”Flyway: connecting people and migratory waterbirds” story series #5 – Dr. Martin Spray, Chair of EAAFP Finance Sub-Committee, Former Chief Executive of WWT

Dr. Martin Spray, CBE ©Martin Spray

The EAAFP Secretariat is honored to feature Dr. Martin Spray on our Flyway Story series. Until May 2020 Martin was the Chief Executive of the Wildfowl & Wetlands Trust (WWT), one of EAAFP Partners. WWT is the leading UK NGO specialising in the conservation of wetlands across the world.

Martin was born in London and has lived in the UK all of his life. was educated at Tiffin School, Kingston upon Thames, and University of Wales, Swansea and has a BSc in Zoology. His career has spanned public, business and not for profit sectors, the last 30 years as CEO of three UK conservation charities.

In 1988, following 14 years in government service holding a variety of management positions, he joined the conservation world with WWF UK and then to the Berkshire, Buckinghamshire & Oxfordshire Wildlife Trust as its first Chief Executive. Prior to moving to WWT in 2004 he was seconded to the Royal Society of Wildlife Trusts, the coordinating organisation for 47 independent UK Wildlife Trusts, as its Chief Executive to steer it through a period of substantial change. Past roles have included various chair and member board positions, including Chair of the UK’s Marine Conservation Society.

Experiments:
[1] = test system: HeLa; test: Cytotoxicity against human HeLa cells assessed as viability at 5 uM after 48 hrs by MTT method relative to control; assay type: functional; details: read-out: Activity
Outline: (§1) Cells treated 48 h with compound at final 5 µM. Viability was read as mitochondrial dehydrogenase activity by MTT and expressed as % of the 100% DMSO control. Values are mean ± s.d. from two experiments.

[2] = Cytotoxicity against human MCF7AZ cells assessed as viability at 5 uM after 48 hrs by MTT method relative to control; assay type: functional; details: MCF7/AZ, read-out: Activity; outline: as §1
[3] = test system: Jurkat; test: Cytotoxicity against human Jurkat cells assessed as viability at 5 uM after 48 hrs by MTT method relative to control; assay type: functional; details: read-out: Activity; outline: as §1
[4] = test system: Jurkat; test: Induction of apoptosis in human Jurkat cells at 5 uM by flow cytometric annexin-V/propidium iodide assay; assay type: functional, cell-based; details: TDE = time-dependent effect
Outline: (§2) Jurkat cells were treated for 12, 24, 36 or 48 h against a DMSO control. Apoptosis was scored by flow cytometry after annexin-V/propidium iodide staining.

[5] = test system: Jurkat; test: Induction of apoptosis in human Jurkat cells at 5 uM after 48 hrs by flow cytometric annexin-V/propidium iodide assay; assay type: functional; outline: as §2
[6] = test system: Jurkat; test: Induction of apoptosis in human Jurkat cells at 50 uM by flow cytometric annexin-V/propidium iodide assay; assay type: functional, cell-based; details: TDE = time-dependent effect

Martin was awarded the CBE (Commander of the Order of the British Empire) by Her Majesty The Queen in 2013 for services to nature conservation. The same year he received an Honorary Doctor of Science from the University of Roehampton.

EAAFP: Hi Martin, could you tell us your relationship with EAAFP, and what is your current work now after retired from the position as Chief Executive of WWT?
Martin: My personal connection with the EAAFP was at MoP 9 in Singapore as Chief Executive of the UK’s leading wetland conservation organization, WWT, and continues as WWT representative following my retirement from the organisation this year. I am a member of the Management Committee of the Partnership and Chair of its Finance Sub-Committee and of its Strategic Planning Task Force. I am currently Chair of England’s Wildlife and Countryside Link, an NGO coordinating a consortium of 58 environmental organisations to influence government policies and decisions.

EAAFP: How did you start the career of nature conservation?
Martin: My passion for nature began very early in my childhood and was encouraged by my family. I gained a degree in Zoology and then worked in the government’s Science & Engineering Research Council and the Treasury for 14 years in a variety of management roles. I did voluntary work for Greenpeace and WWF UK for a number of years and then was offered the opportunity to join WWF UK. I spent 3 very happy years with them before moving to a regional Wildlife Trust and 30 years as Chief Executive of three conservation organisations, one regional, one national and finally international with WWT, established in 1946 by globally renowned conservationist Sir Peter Scott.